The Cannes of the Caribbean | December
See if any of the following sounds familiar: You tune in to “Access Hollywood” ostensibly to keep track of who your kids think are cool, but in reality, you do it to see if Diddy will show pictures from his latest charter vacation. You circle names in the Forbes 400 list based on who owns a yacht (or two or three). And you keep just as many copies of People and Us Weekly on your boat as you do PMY‘s The World’s 100 Largest Yachts and America’s 100 Largest Yachts issues.
While your dock mates may poke fun at you, I understand. You secretly wish that you were one of the yachterazzi, the beautiful people with the bold-face names who get to yacht-hop in some of the most beautiful harbors in the world that are too small to be overrun with cruise ships and tacky tourists.
Well, you can be. During the weeks of Christmas and New Year’s Eve, there’s an island in the French Antilles that has such a strong pull for megayachts and megamoguls, you’d swear a giant magnet was hidden in the hills. The island is Saint Barthlemy, better known as St. Barts, and while its eight square miles boast some of the loveliest white-sand beaches anywhere (draped with perfect bodies working on perfect, no-line tans), trust me, its capital of Gustavia is a yacht-spotter’s and yacht-hopper’s fantasy.
Try these stats on for size: Sixty Med-moor berths are available for yachts up to 200 feet LOA, while 14 yachts up to 80 feet can anchor in the inner harbor and upwards of 100 yachts can anchor in the outer harbor. And every inch of space is taken up during the holidays. According to local reports, last year on Christmas Day there were 200 yachts at the docks and at anchor. Between December 28 and 31, the harbormaster’s office handled an average of 55 boats per day, and by the time the fireworks were launched on New Year’s Eve, an astounding 350 yachts were present. Ultima III, Jamaica Bay, and Mystique were just some of the repeat visitors, enjoying the same chic surroundings that the likes of Four Wishes, Gallant Lady, Rising Sun, Octopus, and Limitless have all taken in.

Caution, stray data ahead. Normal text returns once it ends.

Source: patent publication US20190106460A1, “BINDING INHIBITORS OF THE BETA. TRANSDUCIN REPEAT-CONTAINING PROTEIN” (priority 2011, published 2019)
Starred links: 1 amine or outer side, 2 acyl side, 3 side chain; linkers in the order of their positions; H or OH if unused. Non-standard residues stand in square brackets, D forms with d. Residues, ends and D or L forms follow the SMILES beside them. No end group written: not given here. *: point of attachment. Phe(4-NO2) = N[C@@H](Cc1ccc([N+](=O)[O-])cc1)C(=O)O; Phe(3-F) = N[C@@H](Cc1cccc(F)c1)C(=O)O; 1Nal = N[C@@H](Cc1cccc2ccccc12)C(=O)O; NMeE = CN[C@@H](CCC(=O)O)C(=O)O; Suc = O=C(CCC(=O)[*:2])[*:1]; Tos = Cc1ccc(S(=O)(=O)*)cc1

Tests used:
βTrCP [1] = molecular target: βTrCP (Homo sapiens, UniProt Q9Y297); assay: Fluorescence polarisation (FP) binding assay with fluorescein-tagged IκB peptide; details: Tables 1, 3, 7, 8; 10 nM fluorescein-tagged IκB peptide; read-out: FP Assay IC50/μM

How do you get aboard them? I’d help you, darlings, but I’m presently making my own plans to get into the exclusive parties that the likes of domestic diva Martha Stewart, director George Lucas, and fashion designer Diane von Furstenberg attend (they were at the New Year’s bash aboard Octopus last year). Chances are charter yachts are already booked for this month’s celebrations, so call now to reserve your spot next year. Yes, it’s that popular, and it’s worth it.
Regardless of which path you choose, arrive at your local airport without socks on, particularly if it’s bitterly cold, just to rub it in to everyone else that you’re heading somewhere they’re not. After all, you’re embarking upon a never-to-be-forgotten experience. From the lilting French accents heard everywhere to the insanely expensive yet enthralling cuisine, you’ll pay through the nose and enjoy every minute of it.
Think of it this way. The cost of a simple mahi-mahi and vegetable salad for lunch at a beachside restaurant in St. Barts? Easily the same as you’d spend on dinner, given the chic atmosphere and the Euro-to-dollar exchange rate. Cost of gazing from the aft deck, champagne in hand, reviewing stories you’ll tell of yacht-hopping in Gustavia? Priceless.
January: British Virgin Islands
February: Great Abaco Island / Bahamas
March: Little Harbor Cay / Bahamas
April: Los Sueños / Costa Rica
July: Washington, D.C.
August: British Columbia
September: Montauk, Long Island
October: Hudson River, New York
November: Half Moon Cay / Belize
December: St. Barts
This article originally appeared in the December 2006 issue of Power & Motoryacht magazine.